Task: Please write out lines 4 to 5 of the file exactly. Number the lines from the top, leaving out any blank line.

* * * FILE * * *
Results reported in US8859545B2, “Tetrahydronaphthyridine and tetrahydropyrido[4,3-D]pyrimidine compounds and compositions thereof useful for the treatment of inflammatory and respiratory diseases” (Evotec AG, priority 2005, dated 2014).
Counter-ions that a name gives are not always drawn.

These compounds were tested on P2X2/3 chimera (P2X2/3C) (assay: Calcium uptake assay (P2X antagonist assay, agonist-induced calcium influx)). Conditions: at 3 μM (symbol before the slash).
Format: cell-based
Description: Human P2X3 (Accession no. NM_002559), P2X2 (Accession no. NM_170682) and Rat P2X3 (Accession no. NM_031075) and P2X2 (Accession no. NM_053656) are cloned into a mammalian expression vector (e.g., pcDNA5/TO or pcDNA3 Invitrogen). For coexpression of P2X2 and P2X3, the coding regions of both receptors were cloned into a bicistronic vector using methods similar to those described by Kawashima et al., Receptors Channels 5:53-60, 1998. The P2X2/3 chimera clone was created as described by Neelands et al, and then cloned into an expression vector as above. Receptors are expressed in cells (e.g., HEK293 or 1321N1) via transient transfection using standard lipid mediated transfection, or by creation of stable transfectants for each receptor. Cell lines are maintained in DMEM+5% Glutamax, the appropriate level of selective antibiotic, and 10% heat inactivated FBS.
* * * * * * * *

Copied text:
Format: cell-based
Description: Human P2X3 (Accession no. NM_002559), P2X2 (Accession no. NM_170682) and Rat P2X3 (Accession no. NM_031075) and P2X2 (Accession no. NM_053656) are cloned into a mammalian expression vector (e.g., pcDNA5/TO or pcDNA3 Invitrogen). For coexpression of P2X2 and P2X3, the coding regions of both receptors were cloned into a bicistronic vector using methods similar to those described by Kawashima et al., Receptors Channels 5:53-60, 1998. The P2X2/3 chimera clone was created as described by Neelands et al, and then cloned into an expression vector as above. Receptors are expressed in cells (e.g., HEK293 or 1321N1) via transient transfection using standard lipid mediated transfection, or by creation of stable transfectants for each receptor. Cell lines are maintained in DMEM+5% Glutamax, the appropriate level of selective antibiotic, and 10% heat inactivated FBS.